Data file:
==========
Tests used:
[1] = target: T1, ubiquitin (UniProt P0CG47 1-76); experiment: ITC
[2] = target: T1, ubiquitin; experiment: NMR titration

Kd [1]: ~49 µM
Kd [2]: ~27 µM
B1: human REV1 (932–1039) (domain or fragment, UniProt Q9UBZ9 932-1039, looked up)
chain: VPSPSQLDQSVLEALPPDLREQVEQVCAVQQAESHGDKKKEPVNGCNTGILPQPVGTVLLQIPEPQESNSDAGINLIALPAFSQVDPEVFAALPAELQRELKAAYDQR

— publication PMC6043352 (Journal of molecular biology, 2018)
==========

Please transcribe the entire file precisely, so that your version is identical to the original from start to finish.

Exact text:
Tests used:
[1] = target: T1, ubiquitin (UniProt P0CG47 1-76); experiment: ITC
[2] = target: T1, ubiquitin; experiment: NMR titration

Kd [1]: ~49 µM
Kd [2]: ~27 µM
B1: human REV1 (932–1039) (domain or fragment, UniProt Q9UBZ9 932-1039, looked up)
chain: VPSPSQLDQSVLEALPPDLREQVEQVCAVQQAESHGDKKKEPVNGCNTGILPQPVGTVLLQIPEPQESNSDAGINLIALPAFSQVDPEVFAALPAELQRELKAAYDQR

— publication PMC6043352 (Journal of molecular biology, 2018)